A Blinding Light – July 13, 2008
Genesis 28:10-19, Acts 9:1-19
July 13, 2008
Several of you mentioned last week that I forgot to give you the specifics of your reading assignment. Silly me!! Actually, I’m glad some of you said that. Because I know you’re doing those readings! (Or you’re just humoring me!) Well, I wanted you to read the story of Philip, who we were talking about. That’s the 8th chapter of Acts. We read only part of that during the service. So there you are. Now you can go back and “catch up” on your “assignments.”
This week, as I promised, we’re looking at the story of Paul. And as I said, Paul is perhaps the greatest Christian leader, certainly of the early church, if not the greatest of all times. He’s the writer of the majority of the books of the New Testament. Having gone on at least 3 “missionary journeys,” he founded a number of churches in the cities he visited. He was a debater who was thought of highly throughout the Greco/Roman world – a world which had raised debate to the status of an Olympic sport! He was one of the greatest Christian theologians and apologists. (A word we dealt with a few weeks ago.) And he was a huge factor in the spread of the faith, and the rise of Christianity in the first century. And all this from the man who started out as a Pharisee and who was the greatest persecutor of the Church.
As I said before, that was a great strategy on the part of God. How do you fight against your biggest enemy? Get him on your side! That’s what God did. “Well done, God!” Not only that – and this may be the strangest part of that strategy – God took a Pharisee, and maybe the most “pharisaic” of the Pharisees, (as Paul once described himself) and he made him missionary to the Gentiles! That’s almost mind boggling when we think about how adamantly the Pharisees detested those who were not of the faith – especially the Gentiles. What a miracle story!
We read that miracle story in Acts 9. Saul was on the way to Damascus with a letter from the High Priest giving him authority to find the believers there and bring them back to Jerusalem. And don’t forget, the High Priest was also the civil authority! This was like obtaining an arrest warrant! Then, all of a sudden, there was a blinding light.
As I read this, many thoughts came to mind. I remember a lot of times Jesus used blindness as a metaphor in his teaching. Though he sometimes he physically gave sight to the blind, more often when he spoke of blindness, it was not about a physical disability, but rather a state of mind where a person does not see the truth. I’ll always remember the statement – and I don’t know who said it first – but it goes like this. “There are none so blind as those who refuse to see.”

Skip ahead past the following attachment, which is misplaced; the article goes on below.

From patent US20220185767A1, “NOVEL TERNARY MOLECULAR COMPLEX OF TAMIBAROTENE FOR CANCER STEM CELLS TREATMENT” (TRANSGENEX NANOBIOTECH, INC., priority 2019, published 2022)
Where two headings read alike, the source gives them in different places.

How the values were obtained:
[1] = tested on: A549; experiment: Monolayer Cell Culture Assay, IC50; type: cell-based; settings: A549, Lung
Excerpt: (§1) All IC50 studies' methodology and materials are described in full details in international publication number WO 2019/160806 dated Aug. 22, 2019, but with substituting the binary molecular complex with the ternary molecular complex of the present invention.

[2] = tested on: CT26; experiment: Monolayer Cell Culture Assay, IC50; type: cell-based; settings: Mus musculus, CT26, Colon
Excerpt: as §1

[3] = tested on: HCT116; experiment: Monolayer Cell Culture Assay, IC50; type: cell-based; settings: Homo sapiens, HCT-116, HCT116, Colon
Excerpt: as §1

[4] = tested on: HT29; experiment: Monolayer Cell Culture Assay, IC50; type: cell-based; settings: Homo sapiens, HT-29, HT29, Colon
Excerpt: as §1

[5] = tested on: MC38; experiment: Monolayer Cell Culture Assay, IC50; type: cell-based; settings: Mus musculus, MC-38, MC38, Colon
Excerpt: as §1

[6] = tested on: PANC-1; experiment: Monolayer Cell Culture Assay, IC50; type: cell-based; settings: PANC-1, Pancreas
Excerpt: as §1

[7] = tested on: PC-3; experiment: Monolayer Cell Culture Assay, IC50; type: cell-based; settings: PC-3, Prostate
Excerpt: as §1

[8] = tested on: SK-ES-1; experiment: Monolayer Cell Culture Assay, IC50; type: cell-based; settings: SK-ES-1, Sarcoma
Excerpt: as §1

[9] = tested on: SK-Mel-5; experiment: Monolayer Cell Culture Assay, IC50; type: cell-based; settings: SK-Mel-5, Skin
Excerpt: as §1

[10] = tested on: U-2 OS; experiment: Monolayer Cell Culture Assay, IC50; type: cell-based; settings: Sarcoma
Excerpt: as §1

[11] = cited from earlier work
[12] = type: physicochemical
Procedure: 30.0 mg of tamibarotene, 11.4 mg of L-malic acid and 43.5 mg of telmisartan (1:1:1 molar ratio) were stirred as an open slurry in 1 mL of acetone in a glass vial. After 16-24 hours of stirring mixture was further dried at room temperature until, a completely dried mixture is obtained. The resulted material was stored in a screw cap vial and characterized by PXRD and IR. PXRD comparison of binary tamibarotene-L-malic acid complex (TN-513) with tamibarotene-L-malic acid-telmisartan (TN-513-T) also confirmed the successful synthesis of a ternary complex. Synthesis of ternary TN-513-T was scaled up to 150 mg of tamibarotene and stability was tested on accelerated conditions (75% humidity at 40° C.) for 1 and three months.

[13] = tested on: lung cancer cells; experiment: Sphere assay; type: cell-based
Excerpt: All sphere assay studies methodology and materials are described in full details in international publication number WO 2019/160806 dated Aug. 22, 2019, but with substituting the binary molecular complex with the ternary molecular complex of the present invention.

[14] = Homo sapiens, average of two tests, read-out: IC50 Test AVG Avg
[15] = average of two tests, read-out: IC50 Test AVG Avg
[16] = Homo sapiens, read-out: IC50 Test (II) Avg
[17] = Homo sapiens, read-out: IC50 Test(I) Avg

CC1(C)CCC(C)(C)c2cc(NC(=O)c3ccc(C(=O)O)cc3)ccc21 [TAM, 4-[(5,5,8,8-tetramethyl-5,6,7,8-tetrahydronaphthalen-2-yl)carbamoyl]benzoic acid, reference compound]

I was looking through some of those passages. And I found that many times Jesus accused the Pharisees of being “blind guides.” He said they were like “the blind who were leading the blind.” But the one that I remember most vividly is in John’s Gospel, right after he healed the man who was born blind, and having dealt with the Pharisees throughout that whole story, he said this. “For this I came into this world… so that the blind may see, and those who do see may become blind.” Some of the Pharisees heard him say that, and realized he was talking about them! They said, “Surely you’re not saying we are blind, are you?” And Jesus answered, “If you were blind, you would have no guilt. But since you say, ‘We see,’(when you really don’t,) your guilt remains. (John 9:39-41)
I think it’s amazing then that this Pharisee was struck blind by the light on the road. And do you think Saul was aware of those confrontations with Jesus and his references to blindness? Do you think he could have been there? Do you think he himself may have been accused of being blind by Jesus in on of those confrontations? And now here he was, blinded by the light. And this would became the time he would truly see!
This is the story of Saul’s conversion. It’s perhaps the most famous conversion experience recorded in the scriptures. And as we think about this today, I’d like each of us think of the time when we came to Christ. Think about that for yourself. How long ago was it? Where was it? What were the circumstances? Were you “knocked off of your donkey.” That’s become a sort of cliché for a drastic change or a dramatic experience in a person’s life. Was that you? Or was yours a slow, almost imperceptible process, at the end of which you realized you were a follower of the Lord Jesus, but you can’t point to an exact moment that decision was made?